Things are reversed when viewed from the Gmail web frontend. The system labels are not prefixed with “[Gmail]/”, but IMAP mailboxes that have the same names as any of the system labels are prefixed with “[Imap]/”, e.g. “[Imap]/Trash.” What if you try to create a label called “Trash”? You can’t—Gmail gives you the error, “System specific names are not allowed. Please try another name.”
The one exception to all this is the “Inbox” system label/mailbox, whose name is just “Inbox” from either IMAP or the Gmail web frontend.
Otherwise, normal (non-system) labels and their corresponding IMAP mailbox share identical names. Subdirectories correspond to labels of the full path (using the “/” path separator).
The amount of detailed information on Gmail IMAP is surprisingly sparse.
And, of course, details about the IMAP4 revision 1 protocol can be found in RFC 3501.
There was a startup created based on the ideas that came out of the exokernel research in the mid-90’s called ExoTech. They tried to make high-performance video-on-demand server appliances. I’m not sure what happened, but they didn’t take off.
As for exokernels themselves, the dramatic performance gains that these systems yielded back then were gradually dampened by evolutionary optimizations to mainstream operating systems. That, along with the established use of mainstream systems, and with the myriad real and complex application workloads that don’t yield the same idealized performance graphs as those found in various papers, has largely cast exokernels into the realm of academia, despite other arguable advantages including flexibility, reliability, security, and so forth. Their fate is one that is mostly shared by microkernels.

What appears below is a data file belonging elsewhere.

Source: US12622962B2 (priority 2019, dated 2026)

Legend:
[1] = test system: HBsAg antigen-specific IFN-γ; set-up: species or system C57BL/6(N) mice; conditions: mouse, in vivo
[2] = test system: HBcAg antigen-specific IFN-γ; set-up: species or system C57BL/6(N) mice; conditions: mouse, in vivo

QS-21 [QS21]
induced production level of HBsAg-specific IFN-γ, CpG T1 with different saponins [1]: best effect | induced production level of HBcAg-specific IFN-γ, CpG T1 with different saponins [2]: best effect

Thanks to Russ for this discussion.
The sql.mit.edu service performs nightly
/mit/sql/backup/. This could have spared me some grief when I wiped out my database.
SIPB has a nifty new project called sipb-xen, wherein users can easily create and use virtual machines. This has the potential to be released as a general-purpose open-source tool for virtual machine management, as the only other open-source “competition” at this point appears to be Red Hat’s Virtual Machine Manager. About 10 SIPB members are currently actively working on this.